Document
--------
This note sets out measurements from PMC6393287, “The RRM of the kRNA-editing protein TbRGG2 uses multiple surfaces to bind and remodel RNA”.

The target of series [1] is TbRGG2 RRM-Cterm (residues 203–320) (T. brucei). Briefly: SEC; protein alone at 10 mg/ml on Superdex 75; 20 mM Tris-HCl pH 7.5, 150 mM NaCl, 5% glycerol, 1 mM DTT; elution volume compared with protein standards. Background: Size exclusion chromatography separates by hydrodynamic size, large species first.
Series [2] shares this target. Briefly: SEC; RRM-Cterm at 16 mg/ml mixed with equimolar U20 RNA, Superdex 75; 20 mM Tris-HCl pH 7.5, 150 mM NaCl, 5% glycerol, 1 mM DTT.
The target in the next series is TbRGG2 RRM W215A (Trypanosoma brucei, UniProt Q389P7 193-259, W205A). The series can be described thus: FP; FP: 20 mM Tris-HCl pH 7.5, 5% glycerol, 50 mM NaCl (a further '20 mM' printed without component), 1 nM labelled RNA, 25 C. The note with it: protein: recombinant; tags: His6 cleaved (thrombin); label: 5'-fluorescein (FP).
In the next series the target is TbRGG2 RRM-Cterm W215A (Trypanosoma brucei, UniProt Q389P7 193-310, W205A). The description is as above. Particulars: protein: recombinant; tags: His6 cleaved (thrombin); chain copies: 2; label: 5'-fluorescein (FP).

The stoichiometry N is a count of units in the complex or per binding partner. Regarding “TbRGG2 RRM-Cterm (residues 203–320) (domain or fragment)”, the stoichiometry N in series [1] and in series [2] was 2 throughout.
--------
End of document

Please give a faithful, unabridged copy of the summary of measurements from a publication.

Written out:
This note sets out measurements from PMC6393287, “The RRM of the kRNA-editing protein TbRGG2 uses multiple surfaces to bind and remodel RNA”.

The target of series [1] is TbRGG2 RRM-Cterm (residues 203–320) (T. brucei). Briefly: SEC; protein alone at 10 mg/ml on Superdex 75; 20 mM Tris-HCl pH 7.5, 150 mM NaCl, 5% glycerol, 1 mM DTT; elution volume compared with protein standards. Background: Size exclusion chromatography separates by hydrodynamic size, large species first.
Series [2] shares this target. Briefly: SEC; RRM-Cterm at 16 mg/ml mixed with equimolar U20 RNA, Superdex 75; 20 mM Tris-HCl pH 7.5, 150 mM NaCl, 5% glycerol, 1 mM DTT.
The target in the next series is TbRGG2 RRM W215A (Trypanosoma brucei, UniProt Q389P7 193-259, W205A). The series can be described thus: FP; FP: 20 mM Tris-HCl pH 7.5, 5% glycerol, 50 mM NaCl (a further '20 mM' printed without component), 1 nM labelled RNA, 25 C. The note with it: protein: recombinant; tags: His6 cleaved (thrombin); label: 5'-fluorescein (FP).
In the next series the target is TbRGG2 RRM-Cterm W215A (Trypanosoma brucei, UniProt Q389P7 193-310, W205A). The description is as above. Particulars: protein: recombinant; tags: His6 cleaved (thrombin); chain copies: 2; label: 5'-fluorescein (FP).

The stoichiometry N is a count of units in the complex or per binding partner. Regarding “TbRGG2 RRM-Cterm (residues 203–320) (domain or fragment)”, the stoichiometry N in series [1] and in series [2] was 2 throughout.